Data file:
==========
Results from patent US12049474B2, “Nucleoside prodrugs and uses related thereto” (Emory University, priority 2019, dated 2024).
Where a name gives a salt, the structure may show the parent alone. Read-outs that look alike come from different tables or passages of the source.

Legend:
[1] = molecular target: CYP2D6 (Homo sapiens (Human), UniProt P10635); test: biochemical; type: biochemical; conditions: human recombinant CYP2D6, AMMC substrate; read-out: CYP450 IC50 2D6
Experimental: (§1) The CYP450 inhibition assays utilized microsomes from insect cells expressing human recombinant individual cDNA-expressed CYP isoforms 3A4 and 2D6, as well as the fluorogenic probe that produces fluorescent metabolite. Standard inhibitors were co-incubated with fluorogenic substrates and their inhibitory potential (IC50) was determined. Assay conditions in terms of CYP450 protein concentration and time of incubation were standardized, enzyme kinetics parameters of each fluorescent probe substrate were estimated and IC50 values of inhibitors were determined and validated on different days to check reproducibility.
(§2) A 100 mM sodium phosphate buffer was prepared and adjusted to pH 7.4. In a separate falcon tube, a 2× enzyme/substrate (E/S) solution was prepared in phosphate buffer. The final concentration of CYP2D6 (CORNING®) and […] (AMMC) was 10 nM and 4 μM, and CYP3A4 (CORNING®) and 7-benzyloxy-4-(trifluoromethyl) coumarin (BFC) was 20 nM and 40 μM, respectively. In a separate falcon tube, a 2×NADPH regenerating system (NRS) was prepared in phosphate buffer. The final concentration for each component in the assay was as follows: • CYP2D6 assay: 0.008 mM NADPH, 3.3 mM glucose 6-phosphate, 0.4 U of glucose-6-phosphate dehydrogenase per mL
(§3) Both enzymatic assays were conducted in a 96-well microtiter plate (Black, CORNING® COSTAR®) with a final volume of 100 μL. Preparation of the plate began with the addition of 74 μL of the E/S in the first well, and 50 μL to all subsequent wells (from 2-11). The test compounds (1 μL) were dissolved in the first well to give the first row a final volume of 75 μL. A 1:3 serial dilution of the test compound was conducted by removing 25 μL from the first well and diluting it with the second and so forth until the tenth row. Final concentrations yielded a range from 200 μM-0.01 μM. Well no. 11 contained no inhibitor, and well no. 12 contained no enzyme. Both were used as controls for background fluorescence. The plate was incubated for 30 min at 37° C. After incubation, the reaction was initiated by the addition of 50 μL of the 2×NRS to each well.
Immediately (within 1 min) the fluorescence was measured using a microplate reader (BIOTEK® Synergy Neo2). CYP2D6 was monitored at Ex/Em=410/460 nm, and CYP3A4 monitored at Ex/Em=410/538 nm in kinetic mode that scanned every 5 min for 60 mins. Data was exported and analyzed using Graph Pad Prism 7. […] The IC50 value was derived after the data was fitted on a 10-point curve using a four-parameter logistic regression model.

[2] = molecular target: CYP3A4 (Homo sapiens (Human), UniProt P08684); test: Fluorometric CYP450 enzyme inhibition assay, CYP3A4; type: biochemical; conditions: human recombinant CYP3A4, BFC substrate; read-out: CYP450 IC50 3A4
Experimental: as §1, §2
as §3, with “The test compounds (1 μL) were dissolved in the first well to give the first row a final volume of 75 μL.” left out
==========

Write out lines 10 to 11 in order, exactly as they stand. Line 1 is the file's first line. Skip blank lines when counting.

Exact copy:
Experimental: as §1, §2
as §3, with “The test compounds (1 μL) were dissolved in the first well to give the first row a final volume of 75 μL.” left out